Match of The Day and the Whistle of Free Speech

This weekend, the BBC’s flagship soccer or football program, Match of the Day, aired without any of its celebrity presenters. For almost sixty years, MOTD has been the most popular football show in the UK and, indeed, worldwide. Its long-time host, Gary Lineker is a national hero and former winner of the Golden Boot, the equivalent of the Most Valuable Player in the League – he’s also a vocal user of social media, with a following that matches his public profile. And it is this that has brought him into conflict with his employer. 

What happened with Match of the Day and Lineker

Last week, Lineker posted a personal tweet expressing heartfelt outrage at the UK Government’s proposals to deport thousands of migrants and asylum seekers to Rwanda or their country of origin. He believes the policy to be ‘immeasurably cruel’ and said as much; the BBC, in its turn, suspended him from the air, and his co-host refused to act as stand-in.

The Match of the Day Fall-Out 

In events reminiscent of a satirical farce, the situation has been so mismanaged that other presenters and journalist withdrew their services, resulting in the cancellation of several more flagship programs. The BBC hierarchy has been widely criticized for heavy-handed tactics, selective application of its policies, and a blind spot to the optics of its own inconsistencies —not the least of which is its Chairman’s role in arranging an £800,000 loan to former Prime Minister Boris Johnson.

All these issues have been extensively reported in the UK press, and as I write the situation may yet take a different turn. What’s more, I recognize that any summary of this sort risks omitting or emphasizing certain subtleties, for which I would ask your understanding. I’m merely trying to précis the background so that we can proceed to more material discussion.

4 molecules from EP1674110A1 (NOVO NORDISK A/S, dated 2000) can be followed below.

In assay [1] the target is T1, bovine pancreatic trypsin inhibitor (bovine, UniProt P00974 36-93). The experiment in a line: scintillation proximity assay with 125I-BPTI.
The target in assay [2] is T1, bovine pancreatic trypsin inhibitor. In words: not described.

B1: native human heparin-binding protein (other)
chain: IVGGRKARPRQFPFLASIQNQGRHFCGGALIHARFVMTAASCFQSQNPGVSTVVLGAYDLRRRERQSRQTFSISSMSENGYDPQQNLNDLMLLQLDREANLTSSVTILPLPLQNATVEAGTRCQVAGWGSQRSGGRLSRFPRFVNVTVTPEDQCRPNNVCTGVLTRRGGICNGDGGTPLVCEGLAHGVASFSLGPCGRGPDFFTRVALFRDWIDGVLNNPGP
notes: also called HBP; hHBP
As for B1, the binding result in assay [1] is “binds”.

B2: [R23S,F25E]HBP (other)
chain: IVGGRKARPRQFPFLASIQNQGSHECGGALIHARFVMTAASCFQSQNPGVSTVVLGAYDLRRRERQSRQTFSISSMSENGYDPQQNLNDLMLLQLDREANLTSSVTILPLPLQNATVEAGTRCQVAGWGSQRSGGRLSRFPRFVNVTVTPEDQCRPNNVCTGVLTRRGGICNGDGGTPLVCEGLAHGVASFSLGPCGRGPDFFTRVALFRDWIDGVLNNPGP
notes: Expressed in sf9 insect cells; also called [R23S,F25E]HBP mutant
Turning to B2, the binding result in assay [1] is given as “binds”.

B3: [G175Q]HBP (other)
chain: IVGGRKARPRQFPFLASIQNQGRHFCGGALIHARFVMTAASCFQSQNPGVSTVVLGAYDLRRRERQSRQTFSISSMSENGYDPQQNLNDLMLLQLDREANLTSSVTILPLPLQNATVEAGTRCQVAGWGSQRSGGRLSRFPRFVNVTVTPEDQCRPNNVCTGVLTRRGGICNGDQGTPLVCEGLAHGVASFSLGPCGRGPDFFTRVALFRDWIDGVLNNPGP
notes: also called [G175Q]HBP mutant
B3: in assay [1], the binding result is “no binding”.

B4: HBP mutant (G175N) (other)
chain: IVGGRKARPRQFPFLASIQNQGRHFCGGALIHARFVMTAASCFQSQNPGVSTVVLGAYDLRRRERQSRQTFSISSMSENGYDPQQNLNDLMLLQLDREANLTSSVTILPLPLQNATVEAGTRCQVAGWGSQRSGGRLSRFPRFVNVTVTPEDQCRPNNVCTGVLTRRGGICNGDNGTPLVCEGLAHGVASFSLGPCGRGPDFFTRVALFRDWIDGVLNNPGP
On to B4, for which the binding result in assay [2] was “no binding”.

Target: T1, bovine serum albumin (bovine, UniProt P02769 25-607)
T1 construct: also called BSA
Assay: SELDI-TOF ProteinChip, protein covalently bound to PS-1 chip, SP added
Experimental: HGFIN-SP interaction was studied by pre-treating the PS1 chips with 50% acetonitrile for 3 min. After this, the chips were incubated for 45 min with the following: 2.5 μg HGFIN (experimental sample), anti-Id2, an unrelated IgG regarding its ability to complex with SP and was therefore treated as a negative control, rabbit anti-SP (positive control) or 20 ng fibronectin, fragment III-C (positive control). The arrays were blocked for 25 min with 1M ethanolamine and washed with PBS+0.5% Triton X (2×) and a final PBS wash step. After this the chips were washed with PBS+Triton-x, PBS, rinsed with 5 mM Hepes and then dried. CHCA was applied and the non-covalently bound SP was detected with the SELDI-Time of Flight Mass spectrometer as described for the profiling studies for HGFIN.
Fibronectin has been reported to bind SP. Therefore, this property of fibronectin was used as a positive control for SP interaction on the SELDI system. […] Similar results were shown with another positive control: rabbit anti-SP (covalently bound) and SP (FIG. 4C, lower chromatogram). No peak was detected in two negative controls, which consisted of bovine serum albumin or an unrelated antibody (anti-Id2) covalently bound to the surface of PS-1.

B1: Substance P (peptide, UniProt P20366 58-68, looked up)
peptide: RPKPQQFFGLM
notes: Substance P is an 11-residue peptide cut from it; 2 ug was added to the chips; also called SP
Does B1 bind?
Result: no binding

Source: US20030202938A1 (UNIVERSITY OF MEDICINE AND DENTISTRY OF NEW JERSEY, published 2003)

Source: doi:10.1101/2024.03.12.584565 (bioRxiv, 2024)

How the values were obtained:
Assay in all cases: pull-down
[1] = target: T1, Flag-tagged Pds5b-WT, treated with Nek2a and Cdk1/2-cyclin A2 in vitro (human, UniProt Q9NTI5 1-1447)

And what is certainly agreed by all sides is that concern over immigration and how best to manage the number of arrivals is one of the most contentious in UK politics, cutting through party lines and dividing opinion across the entire social spectrum.  It’s therefore not surprising that Lineker, as with millions of others, has a strongly held opinion on the Government’s proposals.  

The difficulty, according to the BBC, is not his right to have a view but its statutory duty to be politically impartial. The Corporation claims that because of Lineker’s unique public profile, he must remain silent on politically sensitive issues, even when speaking as a private individual, on channels that have no connection to the public service and regardless that he is a freelance contractor and a sporting personality, not a directly employed current affairs commentator. 

Lineker is Right

For the record, I agree with the thrust of Lineker’s comments. The Government’s policy strikes me as ill-considered and lacking in the compassion I’d expect from one of the world’s richest nations. I make this declaration for reasons that I will come back to later but it should be clear that arguing for one side or the other on this policy divide is not the purpose or central thread of this article. If in the meantime, you get hung up on my particular view, you will be missing the point!

The Big Issue with the Lineker Debacle

For the heart of the matter that concerns me – and the bigger issue that I believe the Lineker debacle raises —is whether it’s a good or bad thing that our public figures (including those with profiles on the BBC) feel able to speak freely on political matters.  This is a separate issue to whether Lineker is right or wrong in their assessment of the Government’s policies.